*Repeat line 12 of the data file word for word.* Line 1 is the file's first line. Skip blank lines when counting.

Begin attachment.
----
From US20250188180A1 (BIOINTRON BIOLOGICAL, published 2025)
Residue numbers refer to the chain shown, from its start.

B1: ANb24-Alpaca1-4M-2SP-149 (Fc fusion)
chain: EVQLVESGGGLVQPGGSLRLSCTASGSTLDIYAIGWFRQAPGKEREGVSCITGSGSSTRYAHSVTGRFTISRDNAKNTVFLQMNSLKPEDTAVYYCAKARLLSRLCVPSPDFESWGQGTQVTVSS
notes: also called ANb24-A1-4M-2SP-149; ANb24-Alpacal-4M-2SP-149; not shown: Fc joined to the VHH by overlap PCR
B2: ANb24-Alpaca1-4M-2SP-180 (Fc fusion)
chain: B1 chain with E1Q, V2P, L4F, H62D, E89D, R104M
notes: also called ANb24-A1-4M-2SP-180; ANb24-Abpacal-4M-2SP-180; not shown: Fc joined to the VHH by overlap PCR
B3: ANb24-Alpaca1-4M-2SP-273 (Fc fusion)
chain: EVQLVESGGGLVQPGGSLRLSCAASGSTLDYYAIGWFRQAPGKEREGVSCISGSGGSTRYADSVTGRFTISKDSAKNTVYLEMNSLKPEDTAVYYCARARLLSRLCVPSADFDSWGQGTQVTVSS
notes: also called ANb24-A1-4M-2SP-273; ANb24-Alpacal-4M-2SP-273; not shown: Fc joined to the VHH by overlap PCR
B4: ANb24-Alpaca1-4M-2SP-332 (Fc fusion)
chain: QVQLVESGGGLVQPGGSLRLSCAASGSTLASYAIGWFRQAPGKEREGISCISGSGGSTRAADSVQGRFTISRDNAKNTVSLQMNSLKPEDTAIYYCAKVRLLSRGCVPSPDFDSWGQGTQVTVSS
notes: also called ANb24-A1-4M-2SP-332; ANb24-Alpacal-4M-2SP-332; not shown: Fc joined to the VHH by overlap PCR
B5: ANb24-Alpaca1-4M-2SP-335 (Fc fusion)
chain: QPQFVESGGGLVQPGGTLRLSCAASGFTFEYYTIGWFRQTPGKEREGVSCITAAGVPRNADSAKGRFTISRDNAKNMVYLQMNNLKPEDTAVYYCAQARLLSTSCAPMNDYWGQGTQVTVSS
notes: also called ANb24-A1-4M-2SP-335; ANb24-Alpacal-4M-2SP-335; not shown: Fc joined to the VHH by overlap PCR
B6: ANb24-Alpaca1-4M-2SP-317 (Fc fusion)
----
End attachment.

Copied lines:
B4: ANb24-Alpaca1-4M-2SP-332 (Fc fusion)